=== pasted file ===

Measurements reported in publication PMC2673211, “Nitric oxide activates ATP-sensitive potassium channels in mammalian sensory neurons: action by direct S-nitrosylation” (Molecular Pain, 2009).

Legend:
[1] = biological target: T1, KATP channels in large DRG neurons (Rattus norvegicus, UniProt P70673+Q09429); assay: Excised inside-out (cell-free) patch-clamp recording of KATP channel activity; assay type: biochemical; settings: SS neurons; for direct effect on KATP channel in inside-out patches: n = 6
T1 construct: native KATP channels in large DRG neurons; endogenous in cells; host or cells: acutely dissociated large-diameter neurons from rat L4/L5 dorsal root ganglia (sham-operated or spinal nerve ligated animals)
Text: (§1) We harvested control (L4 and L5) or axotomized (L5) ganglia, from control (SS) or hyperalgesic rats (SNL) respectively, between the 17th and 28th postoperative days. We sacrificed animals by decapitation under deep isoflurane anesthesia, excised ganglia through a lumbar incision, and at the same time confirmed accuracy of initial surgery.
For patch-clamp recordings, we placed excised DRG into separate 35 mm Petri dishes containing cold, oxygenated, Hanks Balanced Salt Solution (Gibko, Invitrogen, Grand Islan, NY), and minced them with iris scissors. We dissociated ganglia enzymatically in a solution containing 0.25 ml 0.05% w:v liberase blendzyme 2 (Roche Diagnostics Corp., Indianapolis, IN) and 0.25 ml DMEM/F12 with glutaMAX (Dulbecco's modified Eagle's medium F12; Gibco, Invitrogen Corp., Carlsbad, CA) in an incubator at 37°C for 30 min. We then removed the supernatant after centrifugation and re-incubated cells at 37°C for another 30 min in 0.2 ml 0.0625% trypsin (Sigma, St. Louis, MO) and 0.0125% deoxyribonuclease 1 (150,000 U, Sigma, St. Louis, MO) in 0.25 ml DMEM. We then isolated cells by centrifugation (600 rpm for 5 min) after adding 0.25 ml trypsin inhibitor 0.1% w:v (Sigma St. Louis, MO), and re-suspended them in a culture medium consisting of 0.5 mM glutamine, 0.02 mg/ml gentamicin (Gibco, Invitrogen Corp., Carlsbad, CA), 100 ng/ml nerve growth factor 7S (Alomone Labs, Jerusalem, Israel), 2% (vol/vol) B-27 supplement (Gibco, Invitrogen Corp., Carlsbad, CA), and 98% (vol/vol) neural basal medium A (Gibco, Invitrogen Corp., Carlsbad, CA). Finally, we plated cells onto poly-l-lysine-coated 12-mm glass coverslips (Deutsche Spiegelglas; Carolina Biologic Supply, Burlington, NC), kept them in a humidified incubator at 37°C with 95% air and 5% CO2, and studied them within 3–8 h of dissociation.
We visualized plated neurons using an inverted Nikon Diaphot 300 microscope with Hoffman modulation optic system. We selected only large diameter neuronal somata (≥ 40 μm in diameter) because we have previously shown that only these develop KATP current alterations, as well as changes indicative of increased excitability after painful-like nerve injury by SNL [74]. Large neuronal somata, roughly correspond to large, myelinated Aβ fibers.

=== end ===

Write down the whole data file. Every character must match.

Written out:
Measurements reported in publication PMC2673211, “Nitric oxide activates ATP-sensitive potassium channels in mammalian sensory neurons: action by direct S-nitrosylation” (Molecular Pain, 2009).

Legend:
[1] = biological target: T1, KATP channels in large DRG neurons (Rattus norvegicus, UniProt P70673+Q09429); assay: Excised inside-out (cell-free) patch-clamp recording of KATP channel activity; assay type: biochemical; settings: SS neurons; for direct effect on KATP channel in inside-out patches: n = 6
T1 construct: native KATP channels in large DRG neurons; endogenous in cells; host or cells: acutely dissociated large-diameter neurons from rat L4/L5 dorsal root ganglia (sham-operated or spinal nerve ligated animals)
Text: (§1) We harvested control (L4 and L5) or axotomized (L5) ganglia, from control (SS) or hyperalgesic rats (SNL) respectively, between the 17th and 28th postoperative days. We sacrificed animals by decapitation under deep isoflurane anesthesia, excised ganglia through a lumbar incision, and at the same time confirmed accuracy of initial surgery.
For patch-clamp recordings, we placed excised DRG into separate 35 mm Petri dishes containing cold, oxygenated, Hanks Balanced Salt Solution (Gibko, Invitrogen, Grand Islan, NY), and minced them with iris scissors. We dissociated ganglia enzymatically in a solution containing 0.25 ml 0.05% w:v liberase blendzyme 2 (Roche Diagnostics Corp., Indianapolis, IN) and 0.25 ml DMEM/F12 with glutaMAX (Dulbecco's modified Eagle's medium F12; Gibco, Invitrogen Corp., Carlsbad, CA) in an incubator at 37°C for 30 min. We then removed the supernatant after centrifugation and re-incubated cells at 37°C for another 30 min in 0.2 ml 0.0625% trypsin (Sigma, St. Louis, MO) and 0.0125% deoxyribonuclease 1 (150,000 U, Sigma, St. Louis, MO) in 0.25 ml DMEM. We then isolated cells by centrifugation (600 rpm for 5 min) after adding 0.25 ml trypsin inhibitor 0.1% w:v (Sigma St. Louis, MO), and re-suspended them in a culture medium consisting of 0.5 mM glutamine, 0.02 mg/ml gentamicin (Gibco, Invitrogen Corp., Carlsbad, CA), 100 ng/ml nerve growth factor 7S (Alomone Labs, Jerusalem, Israel), 2% (vol/vol) B-27 supplement (Gibco, Invitrogen Corp., Carlsbad, CA), and 98% (vol/vol) neural basal medium A (Gibco, Invitrogen Corp., Carlsbad, CA). Finally, we plated cells onto poly-l-lysine-coated 12-mm glass coverslips (Deutsche Spiegelglas; Carolina Biologic Supply, Burlington, NC), kept them in a humidified incubator at 37°C with 95% air and 5% CO2, and studied them within 3–8 h of dissociation.
We visualized plated neurons using an inverted Nikon Diaphot 300 microscope with Hoffman modulation optic system. We selected only large diameter neuronal somata (≥ 40 μm in diameter) because we have previously shown that only these develop KATP current alterations, as well as changes indicative of increased excitability after painful-like nerve injury by SNL [74]. Large neuronal somata, roughly correspond to large, myelinated Aβ fibers.